The valid parameters relating to the drive with regard to the support pressure and the machine parameters (e.g. contact pressure force, torque and rpm of cutting wheel, rate of advance, cutting wheel displacement, overcut, mass balance, power intake for drive, driving jack pressure, mortar grouting pressure, settings for foam unit) were passed on directly to the shield operator by the site management in the form of special instructions. The entire driving screw was correspondingly attuned for a safe tunnelling procedure thanks to a number of training sessions and briefings.

Sufficient equipment and materials (drilling tools, conditioning agents) were kept available for possible additional measures (pipe umbrella, grouting material, shotcrete, silicate foam) at fallback level.

Local residents were familiarised with the technical implementation and realisation process by means of a number of information evenings and in personal discussions. All in all the response was positive.

Should partial settlements with face inspections become necessary in spite of all the precautions, the subsoil had to be sufficiently impregnated with bentonite during the transition from the earth paste-supported mode to the compressed air-supported one.

Special incident catalogues also regulated the measures that had to be mastered depending on the incident scenario in addition to the preventive measures. Towards this end it was also planned to execute regrouting through the segment tube should the need arise.

A decision-making team was set up for the critical section being undertunnelled. It comprised the project management and the client’s on-site supervision, the JV’s site management and the advisors for the contractors present on the construction site. In addition an alarm plan with the appropriate reporting chain was drawn up. The undertunnelling project took place on the basis on the planning documents and statics scrutinised by the EBA test engineer Dipl.-Ing. Reinhold Maidl and approved by the DB ProjektBau GmbH, especially for the support pressure and annular gap grouting.

5 Findings obtained during Execution

Thanks to optimal adjustment of the support pressures, by and large controlled via the admission of the pressure of the earth paste and annular gap grouting pressures on the subsoil and the deformation behaviour of the buildings, it was possible to accomplish a continuous frictionless excavation so that settlements were kept far below the forecasts.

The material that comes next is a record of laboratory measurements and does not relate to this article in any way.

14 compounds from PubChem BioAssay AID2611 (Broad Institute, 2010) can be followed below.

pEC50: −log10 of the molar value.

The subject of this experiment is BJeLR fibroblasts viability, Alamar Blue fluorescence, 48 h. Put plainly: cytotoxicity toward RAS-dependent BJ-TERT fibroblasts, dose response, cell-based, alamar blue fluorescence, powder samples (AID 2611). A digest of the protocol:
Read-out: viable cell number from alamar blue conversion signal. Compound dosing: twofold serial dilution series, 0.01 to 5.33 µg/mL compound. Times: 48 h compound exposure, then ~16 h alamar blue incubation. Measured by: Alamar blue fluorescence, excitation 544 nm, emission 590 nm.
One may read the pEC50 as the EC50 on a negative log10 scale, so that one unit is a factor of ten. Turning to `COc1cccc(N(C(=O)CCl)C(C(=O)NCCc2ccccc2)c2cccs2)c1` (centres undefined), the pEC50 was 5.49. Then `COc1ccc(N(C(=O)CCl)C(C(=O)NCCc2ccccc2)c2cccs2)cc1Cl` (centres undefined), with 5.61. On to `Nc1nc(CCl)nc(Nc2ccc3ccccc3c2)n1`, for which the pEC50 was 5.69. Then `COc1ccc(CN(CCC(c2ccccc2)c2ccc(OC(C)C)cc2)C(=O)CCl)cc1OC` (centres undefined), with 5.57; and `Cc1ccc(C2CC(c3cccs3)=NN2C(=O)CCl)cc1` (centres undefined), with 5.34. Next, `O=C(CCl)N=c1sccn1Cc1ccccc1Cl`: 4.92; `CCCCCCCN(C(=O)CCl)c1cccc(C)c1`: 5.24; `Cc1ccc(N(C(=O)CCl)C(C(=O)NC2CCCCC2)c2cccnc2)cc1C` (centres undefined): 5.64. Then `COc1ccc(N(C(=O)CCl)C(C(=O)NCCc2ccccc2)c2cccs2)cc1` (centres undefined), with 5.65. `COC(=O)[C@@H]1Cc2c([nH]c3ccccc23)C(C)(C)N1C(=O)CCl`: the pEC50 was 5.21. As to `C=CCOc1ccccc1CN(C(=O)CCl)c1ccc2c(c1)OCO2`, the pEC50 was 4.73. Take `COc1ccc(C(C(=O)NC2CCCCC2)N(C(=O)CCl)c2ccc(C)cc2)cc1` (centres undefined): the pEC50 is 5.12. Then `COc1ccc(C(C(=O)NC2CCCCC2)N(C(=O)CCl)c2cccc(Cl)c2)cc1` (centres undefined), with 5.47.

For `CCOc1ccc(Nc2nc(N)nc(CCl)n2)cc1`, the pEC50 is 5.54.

Subsequent adjusting and regrouting to compensate settlements from the shaft were confined to a few points with only minimal lifting measures being introduced.

The transitions from rock to soft ground and vice versa were accomplished resulting in low subsoil deformations thanks to the proper and sensitive application of the open and closed operating modes. The machine data were continuously compared with the subsoil deformation behaviour. There was no need for chamber inspections with lowering of the earth paste level. The incident scenarios previously defined on the basis of a comprehensive analysis were mastered safely by means of sensitive monitoring and measures resorted to prior to the excavation. A corresponding catalogue of measures as fallback level was defined in addition to the scheduled measures that were to be resorted to. In the case of the scheduled open mode switching to closed mode was foreseen as the fallback level. Further-reaching fallback levels such as additional subsoil improvements – also undertaken from the machine – were not required.

6 Summary

Undertunnelling uptown Cochem altogether posed high demands both on the machine design and the driving crew. The execution concept was agreed on during the course of intensive discussions between the client (and his advisors) and the contractor to ensure optimal adaptation to the subsoil and building properties. The optimal preparation, coordination and partner-like collaboration of all those involved in the project were determining for the successful and technically challenging project to undertunnel uptown Cochem (Fig. 4).

In summing up it can be maintained that undertunnelling uptown Cochem with highly sensitive residential buildings and minimal distances to the foundations of 3 m was executed without any problems regarding the stability of the face and industrial safety using the EPB mode.

Buildings were only affected by slight damage caused by settlements in the form of cracks. The segmental lining was produced in the highest quality without damage and fulfilled the requirements posed on a watertight structure to the very utmost.